Do You Support Overconsumption and Waste? Your Wardrobe Might

12-GarbageBag

It has been a big year for activewear clothing brands and designers as rocking the I-just-came-from or I'm-on-my-way-to yoga/pilates/spin class/Zumba/kickboxing/krav maga/ad nauseum has become the new, trendy "look"—Athleta was even at Fashion Week this year.

We live in a super sized world, and now more than ever we need to be paying attention to what we are really spending our money on. Designer Carrie Parry wrote on The Guardian

Today, garments generally stay on the racks fewer than 12 weeks before going on sale. Kai D, owner of the Kai D boutique, doesn’t understand why retailers bring in spring products in January, stocking shorts in February while it’s freezing outside. He believes that the result is products being marked down, because they look “old” by the time the weather changes.

Customers have become so accustomed to these markdowns that it’s creating a vicious cycle of overconsumption, paired with lower margins for both brands and retailers as they find themselves saddled with overstock and forced to discount slow-selling merchandise, often compromising the sales of the current season’s inventory too.

We have to accept that, not only is the fashion industry being affected by climate change, it is also a contributor to a multitude of sustainability issues. The seasonal calendar promotes a relentless drive for speed, waste and overconsumption, which now characterises the entire industry. We don’t need to look further than the suggestion by Wrap that an estimated £140m worth (around 350,000 tonnes) of used clothing goes to landfill in the UK every year, to realise that our production and overconsumption habits are in need of an overhaul.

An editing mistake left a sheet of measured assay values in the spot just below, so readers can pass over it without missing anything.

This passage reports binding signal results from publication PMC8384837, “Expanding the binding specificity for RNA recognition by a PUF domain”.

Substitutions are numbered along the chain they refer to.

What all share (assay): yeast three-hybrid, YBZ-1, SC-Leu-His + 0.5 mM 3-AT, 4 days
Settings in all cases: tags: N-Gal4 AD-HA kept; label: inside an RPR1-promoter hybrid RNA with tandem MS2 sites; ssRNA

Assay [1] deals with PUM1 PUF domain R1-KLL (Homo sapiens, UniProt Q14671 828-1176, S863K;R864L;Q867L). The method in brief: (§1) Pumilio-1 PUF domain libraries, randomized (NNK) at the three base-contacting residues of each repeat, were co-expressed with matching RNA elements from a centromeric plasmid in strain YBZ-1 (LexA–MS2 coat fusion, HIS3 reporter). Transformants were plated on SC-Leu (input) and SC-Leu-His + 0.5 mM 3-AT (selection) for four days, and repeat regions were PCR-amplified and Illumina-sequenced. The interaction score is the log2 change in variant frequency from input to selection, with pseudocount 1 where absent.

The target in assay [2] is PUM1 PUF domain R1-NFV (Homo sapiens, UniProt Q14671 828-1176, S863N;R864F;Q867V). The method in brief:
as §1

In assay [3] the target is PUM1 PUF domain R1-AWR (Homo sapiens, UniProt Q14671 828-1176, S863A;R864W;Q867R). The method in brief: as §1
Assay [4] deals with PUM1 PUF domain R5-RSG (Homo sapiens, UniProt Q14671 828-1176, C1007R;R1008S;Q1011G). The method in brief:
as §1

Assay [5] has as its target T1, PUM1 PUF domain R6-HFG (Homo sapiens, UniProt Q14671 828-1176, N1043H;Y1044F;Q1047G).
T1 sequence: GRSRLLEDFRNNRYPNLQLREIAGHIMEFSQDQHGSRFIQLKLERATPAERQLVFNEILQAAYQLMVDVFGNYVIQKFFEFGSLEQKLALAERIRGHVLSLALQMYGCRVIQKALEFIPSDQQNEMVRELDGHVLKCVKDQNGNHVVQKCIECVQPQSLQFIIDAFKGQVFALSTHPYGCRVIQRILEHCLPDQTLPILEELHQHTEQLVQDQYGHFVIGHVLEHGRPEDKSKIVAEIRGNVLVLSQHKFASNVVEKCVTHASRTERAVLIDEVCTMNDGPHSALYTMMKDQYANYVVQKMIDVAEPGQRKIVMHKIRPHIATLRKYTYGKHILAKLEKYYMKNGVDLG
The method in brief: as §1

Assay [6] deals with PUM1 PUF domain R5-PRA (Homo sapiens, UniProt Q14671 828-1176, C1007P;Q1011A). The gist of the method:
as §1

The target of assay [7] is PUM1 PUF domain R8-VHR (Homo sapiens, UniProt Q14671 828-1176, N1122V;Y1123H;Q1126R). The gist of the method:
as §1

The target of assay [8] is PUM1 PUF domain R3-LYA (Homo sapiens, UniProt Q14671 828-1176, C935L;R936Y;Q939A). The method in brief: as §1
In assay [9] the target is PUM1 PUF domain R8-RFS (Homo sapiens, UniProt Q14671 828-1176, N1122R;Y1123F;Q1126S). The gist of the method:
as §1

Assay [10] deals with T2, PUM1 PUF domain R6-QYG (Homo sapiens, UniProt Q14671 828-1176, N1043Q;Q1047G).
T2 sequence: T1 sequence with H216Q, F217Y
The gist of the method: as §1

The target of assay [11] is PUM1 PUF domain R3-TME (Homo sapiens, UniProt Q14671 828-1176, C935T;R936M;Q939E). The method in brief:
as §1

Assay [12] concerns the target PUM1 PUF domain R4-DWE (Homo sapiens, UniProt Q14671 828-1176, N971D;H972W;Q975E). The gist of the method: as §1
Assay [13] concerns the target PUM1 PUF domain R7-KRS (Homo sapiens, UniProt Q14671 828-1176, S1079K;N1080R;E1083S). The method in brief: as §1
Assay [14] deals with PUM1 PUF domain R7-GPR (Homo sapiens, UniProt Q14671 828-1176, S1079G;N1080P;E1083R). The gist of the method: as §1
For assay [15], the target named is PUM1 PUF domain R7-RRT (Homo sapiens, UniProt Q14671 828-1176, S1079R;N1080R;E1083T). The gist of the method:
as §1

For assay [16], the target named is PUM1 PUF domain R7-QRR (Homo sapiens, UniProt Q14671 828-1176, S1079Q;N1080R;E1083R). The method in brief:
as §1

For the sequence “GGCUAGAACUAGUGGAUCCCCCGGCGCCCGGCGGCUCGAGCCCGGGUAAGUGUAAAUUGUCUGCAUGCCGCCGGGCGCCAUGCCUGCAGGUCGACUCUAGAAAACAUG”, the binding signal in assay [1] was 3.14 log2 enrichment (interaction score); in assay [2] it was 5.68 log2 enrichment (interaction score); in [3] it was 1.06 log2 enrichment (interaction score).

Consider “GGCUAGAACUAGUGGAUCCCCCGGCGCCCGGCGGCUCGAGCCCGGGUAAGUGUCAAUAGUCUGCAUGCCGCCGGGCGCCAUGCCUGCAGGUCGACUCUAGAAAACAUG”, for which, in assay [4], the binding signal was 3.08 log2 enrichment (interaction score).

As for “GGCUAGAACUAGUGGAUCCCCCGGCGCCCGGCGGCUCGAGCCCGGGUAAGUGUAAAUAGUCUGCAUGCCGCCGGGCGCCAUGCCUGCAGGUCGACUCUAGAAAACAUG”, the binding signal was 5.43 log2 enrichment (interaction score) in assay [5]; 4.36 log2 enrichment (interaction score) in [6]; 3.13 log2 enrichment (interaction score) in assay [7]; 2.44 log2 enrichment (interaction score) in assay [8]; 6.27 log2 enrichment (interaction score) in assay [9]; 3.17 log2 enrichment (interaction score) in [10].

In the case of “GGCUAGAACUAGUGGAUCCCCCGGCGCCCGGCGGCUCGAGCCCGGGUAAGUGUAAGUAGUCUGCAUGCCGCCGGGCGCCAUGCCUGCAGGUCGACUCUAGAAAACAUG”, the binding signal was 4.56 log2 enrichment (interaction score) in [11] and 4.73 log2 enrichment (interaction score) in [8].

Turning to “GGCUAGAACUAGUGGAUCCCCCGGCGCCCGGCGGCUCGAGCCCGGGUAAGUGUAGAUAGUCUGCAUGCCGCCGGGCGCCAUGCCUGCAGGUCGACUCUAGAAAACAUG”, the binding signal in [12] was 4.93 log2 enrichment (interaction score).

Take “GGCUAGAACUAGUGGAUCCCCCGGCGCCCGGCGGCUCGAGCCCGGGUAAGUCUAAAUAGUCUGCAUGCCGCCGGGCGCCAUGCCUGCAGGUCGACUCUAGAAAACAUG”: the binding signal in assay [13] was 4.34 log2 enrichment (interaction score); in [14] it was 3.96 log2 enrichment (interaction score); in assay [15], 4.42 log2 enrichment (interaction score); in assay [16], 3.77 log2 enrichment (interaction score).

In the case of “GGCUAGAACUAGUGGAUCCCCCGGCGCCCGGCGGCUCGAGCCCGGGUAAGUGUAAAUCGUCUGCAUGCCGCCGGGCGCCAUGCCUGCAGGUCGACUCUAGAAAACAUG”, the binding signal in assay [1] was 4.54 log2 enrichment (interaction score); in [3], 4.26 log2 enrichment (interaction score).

By ditching the traditional seasonal calendar, brands can manage inventory more effectively to prevent waste, and better adapt to unpredictable weather and changes in consumer behaviour.

Read the full article by clicking here.

Of course we try to purchase our threads from sustainable companies, like Carrie Parry's—the author above—self-titled sustainable line, and other brands we have grown to love. But its going to take more than buying organic clothing when you can afford it. Parry says:

Ultimately, to make real, long-term, sustainable progress and design great clothes that people want, we need to slow down the pace of fashion. We no longer have to subscribe to an outdated calendar. We no longer need to produce the unwanted and we certainly no longer need to consume at our current rate. If designers and retailers take the lead to improve production habits, consumers will hopefully follow suit. Let’s not abandon the fashion calendar; let’s recreate it, together.

Read the full article by clicking here.

What are some of your favorite sustainable clothing companies? How do you feel about the trail of waste and overconsumption the traditional fashion industry can leave in it's wake.